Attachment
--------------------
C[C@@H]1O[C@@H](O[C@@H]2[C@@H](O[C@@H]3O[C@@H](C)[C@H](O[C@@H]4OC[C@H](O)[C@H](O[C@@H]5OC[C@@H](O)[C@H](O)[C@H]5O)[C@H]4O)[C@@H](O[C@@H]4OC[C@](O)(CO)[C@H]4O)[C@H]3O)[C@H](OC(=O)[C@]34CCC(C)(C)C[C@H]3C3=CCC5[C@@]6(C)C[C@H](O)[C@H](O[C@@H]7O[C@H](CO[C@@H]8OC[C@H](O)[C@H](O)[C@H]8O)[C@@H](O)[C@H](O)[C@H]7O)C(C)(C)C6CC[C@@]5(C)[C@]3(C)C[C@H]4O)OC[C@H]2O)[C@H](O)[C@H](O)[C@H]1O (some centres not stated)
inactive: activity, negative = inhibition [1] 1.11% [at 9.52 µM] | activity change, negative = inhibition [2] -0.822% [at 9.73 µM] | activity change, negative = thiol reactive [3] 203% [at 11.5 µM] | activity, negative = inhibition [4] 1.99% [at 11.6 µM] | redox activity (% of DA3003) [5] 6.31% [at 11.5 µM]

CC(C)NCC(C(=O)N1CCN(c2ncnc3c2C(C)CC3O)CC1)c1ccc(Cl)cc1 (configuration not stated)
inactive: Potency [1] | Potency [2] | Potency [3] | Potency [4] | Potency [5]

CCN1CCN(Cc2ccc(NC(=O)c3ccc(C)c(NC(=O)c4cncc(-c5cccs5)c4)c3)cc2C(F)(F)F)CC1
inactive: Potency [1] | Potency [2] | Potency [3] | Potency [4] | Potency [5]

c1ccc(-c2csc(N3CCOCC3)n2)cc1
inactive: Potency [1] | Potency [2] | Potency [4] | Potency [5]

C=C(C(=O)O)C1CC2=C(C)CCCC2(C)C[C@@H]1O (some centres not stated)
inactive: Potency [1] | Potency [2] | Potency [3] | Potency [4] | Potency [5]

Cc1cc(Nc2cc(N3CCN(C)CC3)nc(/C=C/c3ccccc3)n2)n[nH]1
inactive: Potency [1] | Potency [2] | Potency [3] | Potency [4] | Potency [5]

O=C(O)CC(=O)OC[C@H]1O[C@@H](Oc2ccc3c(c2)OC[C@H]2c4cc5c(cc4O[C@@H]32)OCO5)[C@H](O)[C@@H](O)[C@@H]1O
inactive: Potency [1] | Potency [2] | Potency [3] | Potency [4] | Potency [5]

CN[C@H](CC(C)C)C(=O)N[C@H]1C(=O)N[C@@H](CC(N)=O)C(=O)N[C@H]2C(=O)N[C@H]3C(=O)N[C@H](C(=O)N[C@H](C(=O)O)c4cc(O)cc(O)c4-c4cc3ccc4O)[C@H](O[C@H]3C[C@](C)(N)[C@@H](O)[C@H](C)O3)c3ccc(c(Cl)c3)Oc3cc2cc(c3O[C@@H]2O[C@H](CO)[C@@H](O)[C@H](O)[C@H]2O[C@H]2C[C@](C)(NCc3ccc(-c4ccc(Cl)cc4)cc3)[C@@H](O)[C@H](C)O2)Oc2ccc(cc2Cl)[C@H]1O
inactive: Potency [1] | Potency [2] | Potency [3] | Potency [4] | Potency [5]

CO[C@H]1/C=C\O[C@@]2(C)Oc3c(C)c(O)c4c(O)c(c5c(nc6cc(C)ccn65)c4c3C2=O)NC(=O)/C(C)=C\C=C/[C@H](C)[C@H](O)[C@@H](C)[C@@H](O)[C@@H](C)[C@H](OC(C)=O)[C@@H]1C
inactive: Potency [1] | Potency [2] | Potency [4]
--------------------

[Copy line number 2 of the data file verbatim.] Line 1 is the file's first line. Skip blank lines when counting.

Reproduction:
inactive: activity, negative = inhibition [1] 1.11% [at 9.52 µM] | activity change, negative = inhibition [2] -0.822% [at 9.73 µM] | activity change, negative = thiol reactive [3] 203% [at 11.5 µM] | activity, negative = inhibition [4] 1.99% [at 11.6 µM] | redox activity (% of DA3003) [5] 6.31% [at 11.5 µM]